I’ve had great luck with short story collections this year, having read and loved The Secret Lives of Church Ladies and The Office of Historical Corrections. And actually, looking at those, let me be even more specific and say that short story collections by Black women authors have rocked my 2021 so far. So really, seeing the reviews of this debut collection talking about how fire it was turned grabbing it from the library into a no brainer. Plus, I loved having the audiobook version to listen along to (thanks, Libro.fm for the ALC) – the narrator was fantastic for bringing these stories to spoken life.
As always with collections, here are my thoughts/reactions to each individual story (overall thoughts at the end):
Milk Blood Heat – What an opener! This titular short story starts the collection off with a dark, sort of oppressive (like, in the way that super warm, humid weather feels heavy) bang. The personification of the peculiar emotionality and morbid curiosity of puberty that seems forever and overwhelming when you’re inside it is just stellar, in the most perfect, almost perverse but not quite, way. It’s that period of ominous “growing up” that most of us get through, but some of succumb to, as decisions that are meant only to test the boundaries have unintended permanent consequences (because while the emotions guiding the actions are strong and present, the ability to see further ahead isn’t yet developed). Whew. “Before thirteen, she hadn’t realized that empty was a thing you could carry. But who put it there? Sometimes she wonders if she will ever be rid of it, and sometimes she never wants to give it back. It is a thing she owns.”
Feast – Oh this is a tough one, topically. Major content warning for miscarriage. And the way Moniz writes about the pain and disassociation and (self) guilt and (self) blame and, in this case, the mental derailing after a loss like that, of a loss of something so deeply anticipated and wanted and connected to, of not having any idea how to get back/get over/get through, is wrecking. And I am not sure I can articulate why, but the imagery with the octopus at the end, the idea of self-devouring to erase the damage, was incredibly visceral to read. So powerfully, horribly, well written.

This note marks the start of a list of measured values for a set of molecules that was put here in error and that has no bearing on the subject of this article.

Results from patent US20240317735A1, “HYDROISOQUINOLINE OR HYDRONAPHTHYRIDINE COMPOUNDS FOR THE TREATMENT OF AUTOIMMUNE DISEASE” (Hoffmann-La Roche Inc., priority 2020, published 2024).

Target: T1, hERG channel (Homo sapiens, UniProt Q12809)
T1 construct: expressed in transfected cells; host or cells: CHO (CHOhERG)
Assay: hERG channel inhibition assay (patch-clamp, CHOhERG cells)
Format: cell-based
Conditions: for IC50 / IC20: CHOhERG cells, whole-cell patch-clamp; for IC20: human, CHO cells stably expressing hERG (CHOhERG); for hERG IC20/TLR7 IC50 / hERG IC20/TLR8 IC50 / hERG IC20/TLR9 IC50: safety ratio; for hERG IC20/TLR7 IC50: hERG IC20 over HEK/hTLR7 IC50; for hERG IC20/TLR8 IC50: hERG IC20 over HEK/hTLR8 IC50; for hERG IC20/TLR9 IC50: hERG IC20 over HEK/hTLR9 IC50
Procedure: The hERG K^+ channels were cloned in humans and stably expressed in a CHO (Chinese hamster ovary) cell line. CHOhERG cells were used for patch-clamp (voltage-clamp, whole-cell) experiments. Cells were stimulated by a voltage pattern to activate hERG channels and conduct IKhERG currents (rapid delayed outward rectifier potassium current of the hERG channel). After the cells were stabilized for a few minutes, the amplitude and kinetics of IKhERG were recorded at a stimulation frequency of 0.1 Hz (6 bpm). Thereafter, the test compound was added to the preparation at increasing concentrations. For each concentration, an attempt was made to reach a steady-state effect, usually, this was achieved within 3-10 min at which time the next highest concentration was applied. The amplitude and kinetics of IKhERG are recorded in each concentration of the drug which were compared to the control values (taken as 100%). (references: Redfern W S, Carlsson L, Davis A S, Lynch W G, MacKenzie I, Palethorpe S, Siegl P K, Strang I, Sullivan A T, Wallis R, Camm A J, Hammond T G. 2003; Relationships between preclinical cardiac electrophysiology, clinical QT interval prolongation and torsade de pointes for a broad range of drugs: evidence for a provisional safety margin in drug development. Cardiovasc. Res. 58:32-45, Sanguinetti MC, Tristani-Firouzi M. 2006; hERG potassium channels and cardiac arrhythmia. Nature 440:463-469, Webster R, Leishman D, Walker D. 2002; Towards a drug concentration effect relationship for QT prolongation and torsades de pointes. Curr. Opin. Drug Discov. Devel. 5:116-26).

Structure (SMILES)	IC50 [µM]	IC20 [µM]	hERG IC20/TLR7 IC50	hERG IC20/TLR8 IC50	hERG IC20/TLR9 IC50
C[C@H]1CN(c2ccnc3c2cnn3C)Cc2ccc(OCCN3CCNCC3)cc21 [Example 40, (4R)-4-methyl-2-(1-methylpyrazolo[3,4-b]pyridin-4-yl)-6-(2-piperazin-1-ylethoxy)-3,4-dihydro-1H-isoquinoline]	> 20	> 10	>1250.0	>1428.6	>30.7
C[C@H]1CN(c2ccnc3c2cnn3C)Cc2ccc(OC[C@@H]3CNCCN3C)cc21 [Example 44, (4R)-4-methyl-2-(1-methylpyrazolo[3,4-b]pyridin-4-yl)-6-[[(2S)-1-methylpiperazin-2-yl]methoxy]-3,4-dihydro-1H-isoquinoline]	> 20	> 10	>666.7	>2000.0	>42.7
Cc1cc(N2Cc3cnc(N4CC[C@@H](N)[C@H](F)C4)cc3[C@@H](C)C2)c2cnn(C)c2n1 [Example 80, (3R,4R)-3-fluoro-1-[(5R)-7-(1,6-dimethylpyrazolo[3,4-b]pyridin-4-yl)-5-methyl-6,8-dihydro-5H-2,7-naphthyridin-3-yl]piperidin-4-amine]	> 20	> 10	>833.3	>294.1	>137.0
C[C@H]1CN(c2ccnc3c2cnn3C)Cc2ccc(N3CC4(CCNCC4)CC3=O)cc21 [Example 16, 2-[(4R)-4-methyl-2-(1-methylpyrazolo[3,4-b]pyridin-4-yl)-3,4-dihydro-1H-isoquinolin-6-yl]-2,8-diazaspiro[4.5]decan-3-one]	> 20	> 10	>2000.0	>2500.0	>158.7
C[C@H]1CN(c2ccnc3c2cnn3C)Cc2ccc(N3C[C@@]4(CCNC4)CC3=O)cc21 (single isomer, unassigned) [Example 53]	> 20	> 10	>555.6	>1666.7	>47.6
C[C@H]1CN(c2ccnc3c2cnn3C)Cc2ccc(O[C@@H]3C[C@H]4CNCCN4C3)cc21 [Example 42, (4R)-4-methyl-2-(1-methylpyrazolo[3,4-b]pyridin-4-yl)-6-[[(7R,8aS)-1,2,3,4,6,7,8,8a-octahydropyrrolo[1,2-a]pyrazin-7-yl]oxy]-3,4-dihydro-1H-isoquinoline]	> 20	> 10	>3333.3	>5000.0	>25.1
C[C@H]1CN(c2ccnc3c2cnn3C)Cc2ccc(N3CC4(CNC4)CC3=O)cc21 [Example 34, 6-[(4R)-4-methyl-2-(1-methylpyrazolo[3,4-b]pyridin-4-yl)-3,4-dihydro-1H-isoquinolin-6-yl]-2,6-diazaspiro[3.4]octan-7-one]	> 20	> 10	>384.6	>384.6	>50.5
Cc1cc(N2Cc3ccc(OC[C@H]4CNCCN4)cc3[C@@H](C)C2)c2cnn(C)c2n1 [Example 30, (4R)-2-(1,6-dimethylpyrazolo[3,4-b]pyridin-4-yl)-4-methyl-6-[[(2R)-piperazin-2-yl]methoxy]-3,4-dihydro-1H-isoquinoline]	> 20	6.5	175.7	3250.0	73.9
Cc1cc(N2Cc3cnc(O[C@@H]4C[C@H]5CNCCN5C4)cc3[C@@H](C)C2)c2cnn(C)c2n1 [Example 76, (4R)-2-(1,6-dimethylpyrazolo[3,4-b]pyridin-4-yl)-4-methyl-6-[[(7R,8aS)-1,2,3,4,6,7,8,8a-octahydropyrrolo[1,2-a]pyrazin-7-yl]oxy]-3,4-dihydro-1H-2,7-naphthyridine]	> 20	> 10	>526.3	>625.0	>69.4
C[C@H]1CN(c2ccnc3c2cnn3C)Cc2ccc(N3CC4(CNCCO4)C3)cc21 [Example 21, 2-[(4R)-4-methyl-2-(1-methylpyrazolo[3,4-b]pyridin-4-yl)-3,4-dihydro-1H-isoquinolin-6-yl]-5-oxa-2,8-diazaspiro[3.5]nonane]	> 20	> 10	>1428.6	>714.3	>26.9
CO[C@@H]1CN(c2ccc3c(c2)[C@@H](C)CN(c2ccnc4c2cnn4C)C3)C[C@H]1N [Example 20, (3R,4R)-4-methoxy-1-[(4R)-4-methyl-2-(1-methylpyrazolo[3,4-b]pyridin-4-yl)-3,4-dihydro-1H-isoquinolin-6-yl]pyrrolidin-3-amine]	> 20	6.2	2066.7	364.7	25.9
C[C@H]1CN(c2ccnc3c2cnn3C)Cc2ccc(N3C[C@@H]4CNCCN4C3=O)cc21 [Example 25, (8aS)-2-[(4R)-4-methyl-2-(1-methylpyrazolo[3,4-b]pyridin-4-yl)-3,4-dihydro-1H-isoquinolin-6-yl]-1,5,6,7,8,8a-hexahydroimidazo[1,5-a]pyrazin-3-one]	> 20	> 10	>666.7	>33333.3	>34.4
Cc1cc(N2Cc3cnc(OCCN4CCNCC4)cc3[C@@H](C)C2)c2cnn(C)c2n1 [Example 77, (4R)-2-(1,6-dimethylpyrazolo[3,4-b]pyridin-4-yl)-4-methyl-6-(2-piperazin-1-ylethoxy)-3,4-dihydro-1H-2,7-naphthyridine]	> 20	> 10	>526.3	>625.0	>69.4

Tongues – Oh I was into this story. A sort of modern-day reforming of the myth of Eve as the fall of man, that pinning of blame on the “fallen woman,” the “temptress,” the seductress to be feared because the power she has is so great as to be impossible to resist. And so, she becomes the devil in the stories. But here, though there are arguments to be made that perhaps some of Zey’s acts are truly…devilish? immoral?…I love the way she takes back and wields and owns that female power. F that religious BS and the fear inherent in it that turns so quickly/easily to hate and oppression and suppression. Plus, I have a very large and very personal soft spot for intensely protective older sisters. “It is the nature of light to illuminate, and she can’t, like so many forget what she’s seen.”